Social media giant Facebook has just released ‘HACK’. Thinking “Wow, Great!”? But don’t get carried away, it has nothing to do with hacking and cracking. Facebook releases HACK a new open-source programming language, developed for the HipHop Virtual Machine (HHVM), Facebook’s PHP runtime environment, released in 2012. This new language, released on March 20, 2014, assimilates with the evergreen PHP language and is believed to allow their engineers and other programmers to increase their speed in writing codes as well as evade usual errors in programming.
When started ten years ago, Facebook was initially coded in PHP by Mark Zuckerberg and his team. However, as the company grew, with the existing programming platform with PHP, it became difficult to manage and maintain the system free of bugs. As a result, the programming language HACK has been developed and Facebook releases HACK now so as to combine elements of static programming languages such as C and C++, which allow for error detections before runtime with the with the features of dynamic languages like PHP and Ruby, allowing for rapid development.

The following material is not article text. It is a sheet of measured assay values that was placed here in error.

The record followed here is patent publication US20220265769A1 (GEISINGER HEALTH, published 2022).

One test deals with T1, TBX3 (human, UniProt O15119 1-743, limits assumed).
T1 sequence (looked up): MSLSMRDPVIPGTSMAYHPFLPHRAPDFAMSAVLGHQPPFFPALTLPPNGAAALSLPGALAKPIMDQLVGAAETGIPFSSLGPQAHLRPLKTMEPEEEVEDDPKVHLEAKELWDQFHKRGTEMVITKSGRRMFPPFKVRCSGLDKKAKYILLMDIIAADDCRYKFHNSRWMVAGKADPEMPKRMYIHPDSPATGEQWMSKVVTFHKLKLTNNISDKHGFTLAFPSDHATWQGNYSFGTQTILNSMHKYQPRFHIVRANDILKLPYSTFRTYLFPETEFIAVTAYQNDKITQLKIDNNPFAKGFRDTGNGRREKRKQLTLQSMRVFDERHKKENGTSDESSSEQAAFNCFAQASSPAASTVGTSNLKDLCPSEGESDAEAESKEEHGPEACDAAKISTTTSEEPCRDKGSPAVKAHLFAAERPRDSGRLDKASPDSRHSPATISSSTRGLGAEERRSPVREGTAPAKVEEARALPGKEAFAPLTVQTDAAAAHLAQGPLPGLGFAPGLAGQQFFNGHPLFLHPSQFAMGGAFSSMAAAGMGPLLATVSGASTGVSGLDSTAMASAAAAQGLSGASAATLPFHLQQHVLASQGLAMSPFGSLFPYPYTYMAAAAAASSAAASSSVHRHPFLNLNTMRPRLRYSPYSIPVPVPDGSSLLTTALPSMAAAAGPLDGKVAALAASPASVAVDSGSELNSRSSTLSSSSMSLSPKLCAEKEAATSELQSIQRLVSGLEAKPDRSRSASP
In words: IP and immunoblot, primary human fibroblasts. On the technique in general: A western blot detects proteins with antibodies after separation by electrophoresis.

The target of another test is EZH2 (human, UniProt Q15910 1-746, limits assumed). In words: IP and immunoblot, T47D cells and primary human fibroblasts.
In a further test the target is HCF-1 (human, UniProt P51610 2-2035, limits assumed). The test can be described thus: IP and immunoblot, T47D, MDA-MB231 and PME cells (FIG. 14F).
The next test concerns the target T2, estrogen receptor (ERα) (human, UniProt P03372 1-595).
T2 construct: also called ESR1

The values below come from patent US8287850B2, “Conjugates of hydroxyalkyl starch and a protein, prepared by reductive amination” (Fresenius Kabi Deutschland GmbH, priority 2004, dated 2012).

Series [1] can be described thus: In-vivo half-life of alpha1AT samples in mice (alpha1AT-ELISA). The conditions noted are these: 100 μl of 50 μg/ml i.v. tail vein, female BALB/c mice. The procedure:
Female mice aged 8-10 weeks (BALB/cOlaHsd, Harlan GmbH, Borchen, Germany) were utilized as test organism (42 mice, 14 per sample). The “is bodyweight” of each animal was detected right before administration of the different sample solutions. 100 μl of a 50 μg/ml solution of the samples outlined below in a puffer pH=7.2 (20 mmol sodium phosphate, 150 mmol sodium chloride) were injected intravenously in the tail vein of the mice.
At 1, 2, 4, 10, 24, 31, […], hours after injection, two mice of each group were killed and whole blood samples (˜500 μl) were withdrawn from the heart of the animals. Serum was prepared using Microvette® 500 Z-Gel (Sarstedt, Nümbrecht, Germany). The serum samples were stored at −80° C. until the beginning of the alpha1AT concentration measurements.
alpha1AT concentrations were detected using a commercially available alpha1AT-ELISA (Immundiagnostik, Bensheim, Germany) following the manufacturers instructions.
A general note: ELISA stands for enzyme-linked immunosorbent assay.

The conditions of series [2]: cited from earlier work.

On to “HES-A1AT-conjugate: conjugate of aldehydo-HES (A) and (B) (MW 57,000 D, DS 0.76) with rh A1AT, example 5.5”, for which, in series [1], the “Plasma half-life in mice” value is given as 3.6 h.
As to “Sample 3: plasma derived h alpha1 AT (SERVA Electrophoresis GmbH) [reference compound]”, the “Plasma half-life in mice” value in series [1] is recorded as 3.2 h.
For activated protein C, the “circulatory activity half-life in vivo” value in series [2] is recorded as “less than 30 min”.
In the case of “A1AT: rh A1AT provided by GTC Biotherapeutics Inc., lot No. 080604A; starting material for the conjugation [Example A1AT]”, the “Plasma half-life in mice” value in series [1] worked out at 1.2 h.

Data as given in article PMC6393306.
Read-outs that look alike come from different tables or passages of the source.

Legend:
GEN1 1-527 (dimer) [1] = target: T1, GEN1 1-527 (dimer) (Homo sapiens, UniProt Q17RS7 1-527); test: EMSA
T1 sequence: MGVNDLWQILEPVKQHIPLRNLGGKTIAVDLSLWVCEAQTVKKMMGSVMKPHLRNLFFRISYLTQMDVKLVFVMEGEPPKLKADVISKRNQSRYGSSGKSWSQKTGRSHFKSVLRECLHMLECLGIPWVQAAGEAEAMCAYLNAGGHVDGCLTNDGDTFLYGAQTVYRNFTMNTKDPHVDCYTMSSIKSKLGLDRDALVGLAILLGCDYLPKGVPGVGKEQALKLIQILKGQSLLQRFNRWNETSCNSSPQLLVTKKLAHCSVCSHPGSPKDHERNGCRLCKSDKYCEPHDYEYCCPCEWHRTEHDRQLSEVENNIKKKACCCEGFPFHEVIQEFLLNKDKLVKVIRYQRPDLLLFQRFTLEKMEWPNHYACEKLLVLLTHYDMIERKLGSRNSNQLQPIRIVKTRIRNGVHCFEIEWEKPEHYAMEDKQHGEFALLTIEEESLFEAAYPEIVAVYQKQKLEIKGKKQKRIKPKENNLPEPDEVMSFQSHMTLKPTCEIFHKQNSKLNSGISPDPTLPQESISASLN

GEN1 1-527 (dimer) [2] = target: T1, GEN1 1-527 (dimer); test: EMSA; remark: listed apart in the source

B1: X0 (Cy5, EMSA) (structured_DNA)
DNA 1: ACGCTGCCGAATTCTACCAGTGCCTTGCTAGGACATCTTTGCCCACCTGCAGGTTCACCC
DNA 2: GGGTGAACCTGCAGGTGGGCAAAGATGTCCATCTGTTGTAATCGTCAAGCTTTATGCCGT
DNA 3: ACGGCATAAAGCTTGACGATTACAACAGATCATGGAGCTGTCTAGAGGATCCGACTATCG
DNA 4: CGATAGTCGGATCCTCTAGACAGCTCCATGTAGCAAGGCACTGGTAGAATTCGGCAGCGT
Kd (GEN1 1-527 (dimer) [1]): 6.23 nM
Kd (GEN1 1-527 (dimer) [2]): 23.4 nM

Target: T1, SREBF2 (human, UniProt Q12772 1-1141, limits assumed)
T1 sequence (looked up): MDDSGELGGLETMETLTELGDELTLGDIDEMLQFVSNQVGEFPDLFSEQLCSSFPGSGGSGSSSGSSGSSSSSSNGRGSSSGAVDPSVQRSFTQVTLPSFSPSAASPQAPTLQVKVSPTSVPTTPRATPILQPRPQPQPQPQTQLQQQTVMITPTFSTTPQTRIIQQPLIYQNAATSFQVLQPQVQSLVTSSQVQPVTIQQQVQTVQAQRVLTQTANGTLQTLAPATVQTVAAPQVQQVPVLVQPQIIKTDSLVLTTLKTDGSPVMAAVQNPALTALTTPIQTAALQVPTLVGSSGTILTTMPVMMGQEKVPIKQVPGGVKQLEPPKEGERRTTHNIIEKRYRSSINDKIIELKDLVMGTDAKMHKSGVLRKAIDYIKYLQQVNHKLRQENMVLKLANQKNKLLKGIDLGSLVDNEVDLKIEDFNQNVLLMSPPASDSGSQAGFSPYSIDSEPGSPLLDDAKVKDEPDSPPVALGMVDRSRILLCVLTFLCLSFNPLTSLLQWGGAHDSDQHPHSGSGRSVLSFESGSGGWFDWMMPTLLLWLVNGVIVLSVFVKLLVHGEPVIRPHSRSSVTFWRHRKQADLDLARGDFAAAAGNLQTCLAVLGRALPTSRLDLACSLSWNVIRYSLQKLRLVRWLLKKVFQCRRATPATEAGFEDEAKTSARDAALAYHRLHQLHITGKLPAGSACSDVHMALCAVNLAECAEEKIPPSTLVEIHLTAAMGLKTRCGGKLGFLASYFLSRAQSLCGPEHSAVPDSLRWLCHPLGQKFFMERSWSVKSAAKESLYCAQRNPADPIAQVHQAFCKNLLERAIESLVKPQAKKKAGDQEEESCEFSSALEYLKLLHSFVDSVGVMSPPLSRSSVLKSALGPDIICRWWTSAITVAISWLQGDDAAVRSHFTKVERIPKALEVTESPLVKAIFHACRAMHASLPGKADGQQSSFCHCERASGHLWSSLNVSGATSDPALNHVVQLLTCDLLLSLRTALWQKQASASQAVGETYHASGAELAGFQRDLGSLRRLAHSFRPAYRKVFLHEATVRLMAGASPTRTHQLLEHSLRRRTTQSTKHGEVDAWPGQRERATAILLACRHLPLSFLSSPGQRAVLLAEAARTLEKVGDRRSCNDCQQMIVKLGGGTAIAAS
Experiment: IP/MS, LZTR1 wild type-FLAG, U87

HACK is already driving most of the Facebook’s website. Facebook releases HACK stating, “Hack has deep roots in PHP. In fact, most PHP files are already valid Hack files.” It adds, “We have also added many new features that we believe will help make developers more productive.” The news of the release and future plans and expectations with HACK were made available through Facebook’s engineering blog.
Basically an upgrade to PHP, HACK requires Facebook’s HHVM. HHVM has grown as a popular virtual machine environment over the past years on which, top twenty open source frameworks on Github run. The major difference between HACK and PHP is that HACK allows a combination of static and dynamic typing called gradual typing which isn’t allowed for in PHP. Until now, there never has been a language that truly allowed gradual typing, which adds a great potential for the new language to grow as an industry standard programming language in coming years. With this gradual typing, static code and dynamic code can be mixed together.
Facebook releases HACK with plans to promote it as a leading programming language for the web in coming years. In fact, it has already released the open source beta code, available at hacklang.org. Tutorials to learn the programming language can also be obtained in the same website at hacklang.org/tutorial. According to Facebook, the public release is not merely to encourage programmers to use the language for development, but also to quickly identify errors within the language.